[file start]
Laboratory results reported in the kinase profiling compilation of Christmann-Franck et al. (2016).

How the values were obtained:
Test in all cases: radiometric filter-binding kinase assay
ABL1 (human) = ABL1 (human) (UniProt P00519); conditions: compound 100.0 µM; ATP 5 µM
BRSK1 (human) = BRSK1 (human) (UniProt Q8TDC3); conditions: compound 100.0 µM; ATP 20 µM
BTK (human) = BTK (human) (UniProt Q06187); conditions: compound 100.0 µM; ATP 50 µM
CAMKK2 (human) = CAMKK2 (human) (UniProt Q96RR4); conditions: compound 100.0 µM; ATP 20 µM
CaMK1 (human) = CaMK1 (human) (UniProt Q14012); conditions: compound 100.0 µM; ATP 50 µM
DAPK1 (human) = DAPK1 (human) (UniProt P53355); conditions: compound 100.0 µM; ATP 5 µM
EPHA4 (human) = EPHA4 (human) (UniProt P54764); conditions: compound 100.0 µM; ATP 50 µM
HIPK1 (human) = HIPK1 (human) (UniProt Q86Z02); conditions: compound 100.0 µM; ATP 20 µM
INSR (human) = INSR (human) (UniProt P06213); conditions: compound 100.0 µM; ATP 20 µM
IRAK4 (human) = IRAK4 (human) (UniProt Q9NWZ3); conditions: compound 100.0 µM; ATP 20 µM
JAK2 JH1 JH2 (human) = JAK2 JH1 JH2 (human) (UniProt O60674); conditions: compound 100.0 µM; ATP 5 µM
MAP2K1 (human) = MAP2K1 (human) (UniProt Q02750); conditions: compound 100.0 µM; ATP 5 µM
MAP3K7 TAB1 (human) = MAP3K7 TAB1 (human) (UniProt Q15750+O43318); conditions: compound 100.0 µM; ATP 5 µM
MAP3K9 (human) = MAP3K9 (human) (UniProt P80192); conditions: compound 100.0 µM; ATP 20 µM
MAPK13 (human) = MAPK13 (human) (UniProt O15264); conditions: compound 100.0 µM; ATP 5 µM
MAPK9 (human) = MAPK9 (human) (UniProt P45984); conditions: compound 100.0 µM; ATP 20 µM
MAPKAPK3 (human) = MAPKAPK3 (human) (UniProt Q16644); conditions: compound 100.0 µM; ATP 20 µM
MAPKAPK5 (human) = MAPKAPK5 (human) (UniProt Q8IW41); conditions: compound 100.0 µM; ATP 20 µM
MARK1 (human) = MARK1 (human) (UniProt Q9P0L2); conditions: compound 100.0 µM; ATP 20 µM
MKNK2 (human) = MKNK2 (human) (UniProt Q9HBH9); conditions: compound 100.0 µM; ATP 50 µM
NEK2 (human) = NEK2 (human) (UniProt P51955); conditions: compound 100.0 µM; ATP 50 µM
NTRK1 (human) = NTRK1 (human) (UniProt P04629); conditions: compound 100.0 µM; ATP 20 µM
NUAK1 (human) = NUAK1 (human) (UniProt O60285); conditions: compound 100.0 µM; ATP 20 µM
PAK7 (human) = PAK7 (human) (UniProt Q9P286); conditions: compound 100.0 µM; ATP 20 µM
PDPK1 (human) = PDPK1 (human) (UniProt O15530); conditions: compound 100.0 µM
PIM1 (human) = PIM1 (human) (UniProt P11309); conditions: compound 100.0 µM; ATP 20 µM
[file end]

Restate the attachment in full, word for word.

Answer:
Laboratory results reported in the kinase profiling compilation of Christmann-Franck et al. (2016).

How the values were obtained:
Test in all cases: radiometric filter-binding kinase assay
ABL1 (human) = ABL1 (human) (UniProt P00519); conditions: compound 100.0 µM; ATP 5 µM
BRSK1 (human) = BRSK1 (human) (UniProt Q8TDC3); conditions: compound 100.0 µM; ATP 20 µM
BTK (human) = BTK (human) (UniProt Q06187); conditions: compound 100.0 µM; ATP 50 µM
CAMKK2 (human) = CAMKK2 (human) (UniProt Q96RR4); conditions: compound 100.0 µM; ATP 20 µM
CaMK1 (human) = CaMK1 (human) (UniProt Q14012); conditions: compound 100.0 µM; ATP 50 µM
DAPK1 (human) = DAPK1 (human) (UniProt P53355); conditions: compound 100.0 µM; ATP 5 µM
EPHA4 (human) = EPHA4 (human) (UniProt P54764); conditions: compound 100.0 µM; ATP 50 µM
HIPK1 (human) = HIPK1 (human) (UniProt Q86Z02); conditions: compound 100.0 µM; ATP 20 µM
INSR (human) = INSR (human) (UniProt P06213); conditions: compound 100.0 µM; ATP 20 µM
IRAK4 (human) = IRAK4 (human) (UniProt Q9NWZ3); conditions: compound 100.0 µM; ATP 20 µM
JAK2 JH1 JH2 (human) = JAK2 JH1 JH2 (human) (UniProt O60674); conditions: compound 100.0 µM; ATP 5 µM
MAP2K1 (human) = MAP2K1 (human) (UniProt Q02750); conditions: compound 100.0 µM; ATP 5 µM
MAP3K7 TAB1 (human) = MAP3K7 TAB1 (human) (UniProt Q15750+O43318); conditions: compound 100.0 µM; ATP 5 µM
MAP3K9 (human) = MAP3K9 (human) (UniProt P80192); conditions: compound 100.0 µM; ATP 20 µM
MAPK13 (human) = MAPK13 (human) (UniProt O15264); conditions: compound 100.0 µM; ATP 5 µM
MAPK9 (human) = MAPK9 (human) (UniProt P45984); conditions: compound 100.0 µM; ATP 20 µM
MAPKAPK3 (human) = MAPKAPK3 (human) (UniProt Q16644); conditions: compound 100.0 µM; ATP 20 µM
MAPKAPK5 (human) = MAPKAPK5 (human) (UniProt Q8IW41); conditions: compound 100.0 µM; ATP 20 µM
MARK1 (human) = MARK1 (human) (UniProt Q9P0L2); conditions: compound 100.0 µM; ATP 20 µM
MKNK2 (human) = MKNK2 (human) (UniProt Q9HBH9); conditions: compound 100.0 µM; ATP 50 µM
NEK2 (human) = NEK2 (human) (UniProt P51955); conditions: compound 100.0 µM; ATP 50 µM
NTRK1 (human) = NTRK1 (human) (UniProt P04629); conditions: compound 100.0 µM; ATP 20 µM
NUAK1 (human) = NUAK1 (human) (UniProt O60285); conditions: compound 100.0 µM; ATP 20 µM
PAK7 (human) = PAK7 (human) (UniProt Q9P286); conditions: compound 100.0 µM; ATP 20 µM
PDPK1 (human) = PDPK1 (human) (UniProt O15530); conditions: compound 100.0 µM
PIM1 (human) = PIM1 (human) (UniProt P11309); conditions: compound 100.0 µM; ATP 20 µM